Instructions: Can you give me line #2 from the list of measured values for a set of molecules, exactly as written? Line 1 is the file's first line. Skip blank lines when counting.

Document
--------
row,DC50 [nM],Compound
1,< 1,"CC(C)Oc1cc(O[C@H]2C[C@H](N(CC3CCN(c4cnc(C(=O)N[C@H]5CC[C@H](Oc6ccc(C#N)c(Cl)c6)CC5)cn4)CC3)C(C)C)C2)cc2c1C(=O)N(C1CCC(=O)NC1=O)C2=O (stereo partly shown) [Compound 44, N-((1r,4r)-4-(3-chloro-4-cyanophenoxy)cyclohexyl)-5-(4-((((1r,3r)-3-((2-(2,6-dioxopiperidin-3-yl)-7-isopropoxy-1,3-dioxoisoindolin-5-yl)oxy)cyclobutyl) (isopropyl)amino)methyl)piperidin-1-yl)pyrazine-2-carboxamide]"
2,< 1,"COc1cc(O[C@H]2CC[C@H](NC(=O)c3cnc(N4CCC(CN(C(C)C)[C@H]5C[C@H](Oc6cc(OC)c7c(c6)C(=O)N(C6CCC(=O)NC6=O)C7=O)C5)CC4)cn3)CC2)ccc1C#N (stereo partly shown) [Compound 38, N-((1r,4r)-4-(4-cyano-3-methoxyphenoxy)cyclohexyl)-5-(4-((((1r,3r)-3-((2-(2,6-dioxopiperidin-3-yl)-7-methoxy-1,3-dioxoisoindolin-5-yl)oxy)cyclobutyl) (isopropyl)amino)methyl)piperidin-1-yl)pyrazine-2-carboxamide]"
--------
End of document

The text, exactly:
1,< 1,"CC(C)Oc1cc(O[C@H]2C[C@H](N(CC3CCN(c4cnc(C(=O)N[C@H]5CC[C@H](Oc6ccc(C#N)c(Cl)c6)CC5)cn4)CC3)C(C)C)C2)cc2c1C(=O)N(C1CCC(=O)NC1=O)C2=O (stereo partly shown) [Compound 44, N-((1r,4r)-4-(3-chloro-4-cyanophenoxy)cyclohexyl)-5-(4-((((1r,3r)-3-((2-(2,6-dioxopiperidin-3-yl)-7-isopropoxy-1,3-dioxoisoindolin-5-yl)oxy)cyclobutyl) (isopropyl)amino)methyl)piperidin-1-yl)pyrazine-2-carboxamide]"